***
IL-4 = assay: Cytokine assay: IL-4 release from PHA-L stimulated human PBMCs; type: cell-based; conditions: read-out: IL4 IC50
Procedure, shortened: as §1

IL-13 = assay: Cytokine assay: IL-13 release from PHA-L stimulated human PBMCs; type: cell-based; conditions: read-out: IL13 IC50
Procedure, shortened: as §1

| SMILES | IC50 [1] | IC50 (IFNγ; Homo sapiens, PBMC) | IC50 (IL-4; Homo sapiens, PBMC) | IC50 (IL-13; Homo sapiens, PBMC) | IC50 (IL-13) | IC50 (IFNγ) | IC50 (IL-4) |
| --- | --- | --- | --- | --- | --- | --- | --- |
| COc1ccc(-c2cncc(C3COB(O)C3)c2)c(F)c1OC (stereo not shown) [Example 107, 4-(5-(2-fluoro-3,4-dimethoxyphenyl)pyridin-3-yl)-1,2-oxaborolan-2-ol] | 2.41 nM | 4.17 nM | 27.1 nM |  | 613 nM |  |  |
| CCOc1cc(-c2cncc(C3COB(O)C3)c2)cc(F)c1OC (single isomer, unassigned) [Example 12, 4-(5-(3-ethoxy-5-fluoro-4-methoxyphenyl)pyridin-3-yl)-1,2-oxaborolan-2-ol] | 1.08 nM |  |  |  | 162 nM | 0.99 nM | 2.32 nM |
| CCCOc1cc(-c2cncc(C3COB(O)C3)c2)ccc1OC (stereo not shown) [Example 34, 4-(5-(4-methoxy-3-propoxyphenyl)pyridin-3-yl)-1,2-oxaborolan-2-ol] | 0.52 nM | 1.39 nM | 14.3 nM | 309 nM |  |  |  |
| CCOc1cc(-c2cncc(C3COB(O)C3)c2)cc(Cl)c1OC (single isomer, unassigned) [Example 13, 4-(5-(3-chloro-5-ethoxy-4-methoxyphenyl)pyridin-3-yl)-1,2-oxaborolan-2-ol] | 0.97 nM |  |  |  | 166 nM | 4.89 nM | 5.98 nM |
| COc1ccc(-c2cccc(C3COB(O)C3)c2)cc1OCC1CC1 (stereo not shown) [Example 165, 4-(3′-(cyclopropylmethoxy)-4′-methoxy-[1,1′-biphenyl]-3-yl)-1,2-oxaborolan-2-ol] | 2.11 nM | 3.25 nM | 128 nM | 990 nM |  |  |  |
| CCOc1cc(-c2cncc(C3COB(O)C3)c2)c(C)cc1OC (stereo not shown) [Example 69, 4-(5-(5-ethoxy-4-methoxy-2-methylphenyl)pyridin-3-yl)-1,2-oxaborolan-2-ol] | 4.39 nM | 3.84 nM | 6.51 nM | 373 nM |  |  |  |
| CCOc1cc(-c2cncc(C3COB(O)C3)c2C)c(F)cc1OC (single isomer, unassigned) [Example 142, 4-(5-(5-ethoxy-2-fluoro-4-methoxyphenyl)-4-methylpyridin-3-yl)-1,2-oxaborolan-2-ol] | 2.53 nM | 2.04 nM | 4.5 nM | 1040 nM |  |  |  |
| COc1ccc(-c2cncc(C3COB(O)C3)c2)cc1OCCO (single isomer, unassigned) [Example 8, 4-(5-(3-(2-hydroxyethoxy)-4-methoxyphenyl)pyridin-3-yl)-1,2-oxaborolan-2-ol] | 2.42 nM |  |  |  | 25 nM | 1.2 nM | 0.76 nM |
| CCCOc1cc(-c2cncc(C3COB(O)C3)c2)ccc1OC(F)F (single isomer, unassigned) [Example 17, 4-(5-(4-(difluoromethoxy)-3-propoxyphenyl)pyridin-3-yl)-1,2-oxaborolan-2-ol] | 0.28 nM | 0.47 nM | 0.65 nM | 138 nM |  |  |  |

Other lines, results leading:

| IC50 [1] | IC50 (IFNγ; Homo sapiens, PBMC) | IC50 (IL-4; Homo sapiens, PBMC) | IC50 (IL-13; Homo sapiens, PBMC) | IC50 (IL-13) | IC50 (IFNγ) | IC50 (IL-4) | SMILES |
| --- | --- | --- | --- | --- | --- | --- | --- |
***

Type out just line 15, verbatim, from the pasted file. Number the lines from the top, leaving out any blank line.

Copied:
| CCCOc1cc(-c2cncc(C3COB(O)C3)c2)ccc1OC(F)F (single isomer, unassigned) [Example 17, 4-(5-(4-(difluoromethoxy)-3-propoxyphenyl)pyridin-3-yl)-1,2-oxaborolan-2-ol] | 0.28 nM | 0.47 nM | 0.65 nM | 138 nM |  |  |  |